I’m not great at painting, but this semester I spent about six hours a week in Tjaden trying to paint anyways. On somewhat of a whim, I took a friend’s advice and signed up for an introductory art class. I was definitely the least experienced in the class. And still, the environment it created — where I had room to mess up and get better, where I was out of my element and felt no pressure to make anything perfect — brought me a kind of peace that I haven’t found in many other spaces here at Cornell.
I painted everything from a portrait of a stranger to an exterior of the Cornell Sun building (that I ultimately had to call “abstract” because it was unforgivingly unrealistic.)
Every few weeks, we would have class-wide critiques where I’d nervously hang my attempts on the wall next to perfect, often photo-like pieces done by freshman Fine Arts students. And every so often, one would wander over to my side of the room and ask me questions that got funnier over the course of the semester, like, “did you intend for this painting to look like a cartoon?” (I did not) and, the ever-quotable, “at least you’re having fun.” But they weren’t wrong. One of my still lifes did look intentionally cartoonish and I was having a really great time navigating my new hobby, even if I was doing so clumsily.
I’m approaching my last semester at Cornell, and still, every so often I’m struck by the pervasiveness of perfectionism here.
A study published by the American Psychological Association shows that perfectionism has been increasing over time, citing socially prescribed perfectionism as a large influence on this trend. And if you look around at our peers, the examples are everywhere but explanations are trickier to pin down. Social media definitely exacerbates this. Want to compare your social life? Your professional trajectory? Look no further than Instagram, LinkedIn, or your peers for titles and images that are ripe for comparison.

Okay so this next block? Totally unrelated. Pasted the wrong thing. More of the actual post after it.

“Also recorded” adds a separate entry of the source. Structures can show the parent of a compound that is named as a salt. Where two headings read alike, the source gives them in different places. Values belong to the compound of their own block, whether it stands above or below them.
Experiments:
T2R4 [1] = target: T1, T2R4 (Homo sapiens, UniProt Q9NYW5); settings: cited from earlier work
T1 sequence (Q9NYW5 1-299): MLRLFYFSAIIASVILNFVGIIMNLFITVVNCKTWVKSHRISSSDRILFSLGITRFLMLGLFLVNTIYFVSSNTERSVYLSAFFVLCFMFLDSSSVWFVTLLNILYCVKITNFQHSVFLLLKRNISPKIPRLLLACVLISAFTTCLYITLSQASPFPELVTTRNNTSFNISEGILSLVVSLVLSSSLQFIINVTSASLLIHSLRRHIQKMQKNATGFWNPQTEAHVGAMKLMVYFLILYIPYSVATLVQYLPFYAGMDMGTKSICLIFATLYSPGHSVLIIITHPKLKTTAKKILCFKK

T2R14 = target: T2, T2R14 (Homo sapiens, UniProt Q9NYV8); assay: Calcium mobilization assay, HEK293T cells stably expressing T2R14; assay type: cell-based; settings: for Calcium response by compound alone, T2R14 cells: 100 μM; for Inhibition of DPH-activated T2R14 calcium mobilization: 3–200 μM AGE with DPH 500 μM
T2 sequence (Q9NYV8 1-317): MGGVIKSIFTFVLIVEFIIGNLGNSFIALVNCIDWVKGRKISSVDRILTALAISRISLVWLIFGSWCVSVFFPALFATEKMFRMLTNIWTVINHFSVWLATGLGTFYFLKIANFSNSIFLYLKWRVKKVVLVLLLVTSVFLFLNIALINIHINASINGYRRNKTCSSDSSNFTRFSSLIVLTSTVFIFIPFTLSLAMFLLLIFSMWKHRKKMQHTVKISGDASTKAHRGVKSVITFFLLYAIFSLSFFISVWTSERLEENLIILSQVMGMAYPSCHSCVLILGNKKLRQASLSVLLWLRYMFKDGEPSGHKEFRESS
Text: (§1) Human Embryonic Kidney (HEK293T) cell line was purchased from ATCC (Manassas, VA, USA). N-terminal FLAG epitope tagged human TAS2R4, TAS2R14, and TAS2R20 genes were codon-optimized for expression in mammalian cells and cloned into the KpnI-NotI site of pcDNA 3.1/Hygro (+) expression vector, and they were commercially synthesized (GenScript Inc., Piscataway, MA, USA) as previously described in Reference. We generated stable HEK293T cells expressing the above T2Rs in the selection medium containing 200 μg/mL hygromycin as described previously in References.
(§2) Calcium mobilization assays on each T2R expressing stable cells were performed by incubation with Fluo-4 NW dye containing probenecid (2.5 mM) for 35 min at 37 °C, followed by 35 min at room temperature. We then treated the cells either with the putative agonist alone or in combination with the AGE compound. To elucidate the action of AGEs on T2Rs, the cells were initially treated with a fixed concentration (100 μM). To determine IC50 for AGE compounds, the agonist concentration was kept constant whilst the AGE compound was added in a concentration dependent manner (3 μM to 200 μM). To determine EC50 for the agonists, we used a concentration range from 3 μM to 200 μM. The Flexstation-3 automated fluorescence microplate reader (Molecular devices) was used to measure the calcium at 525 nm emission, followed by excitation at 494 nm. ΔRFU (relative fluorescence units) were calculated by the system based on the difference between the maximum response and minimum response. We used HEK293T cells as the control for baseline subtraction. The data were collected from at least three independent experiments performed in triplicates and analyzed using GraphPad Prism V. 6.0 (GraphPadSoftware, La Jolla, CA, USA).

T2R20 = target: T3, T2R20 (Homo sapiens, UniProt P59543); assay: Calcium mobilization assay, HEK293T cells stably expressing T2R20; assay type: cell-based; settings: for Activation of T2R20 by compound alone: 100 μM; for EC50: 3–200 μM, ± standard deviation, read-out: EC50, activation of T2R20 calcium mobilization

A quick search of other student newspapers, from The Harvard Crimson to The Daily Californian to The Columbia Spectator, reveals a widespread interest in perfectionism among people our age: whether we’re identifying it, dismissing it or problematizing it. Exactly what I’m doing right here. But perfectionism, in its most extreme forms, can extend beyond an annoying trend and can actually be hazardous to our health and has been linked to various disorders, according to a publication from Harvard Medical School.
This is not to say that me taking, and being mediocre at, one painting class has allowed me to “rise above” this, but it has helped in a lot of small ways. Because my painting class happened to fall right after one of my most difficult classes of the semester, it was always a nice escape, a therapeutic routine. I’d take an exam, and then head into the studio, put headphones in and focus on a canvas that I couldn’t make perfect, but could make okay, or kind of good, with a few hours and earnest effort. And by the time I left, I felt oriented. And that counts for something, even if the only things I was consistently good at in that class were learning and relaxing.
It’s tempting to put a romantic spin on the clumsiness of these attempts and of trying new things in general. But in my case, that wouldn’t be entirely honest. I would definitely prefer that my paintings look more like those of my classmates, but sometimes, no matter how much extra time you spend in the studio, correcting parts of a painting, messing them up, and making them okay again, your skill level just kind of is what it is. And that’s fine. We all have some version of the painting class.
But in a place where it feels like there’s an almost constant preoccupation with perfection in the areas where we do excel, it’s nice to hide, even if just for six hours a week, in the ones where we unabashedly do not. Because at least we’re having fun.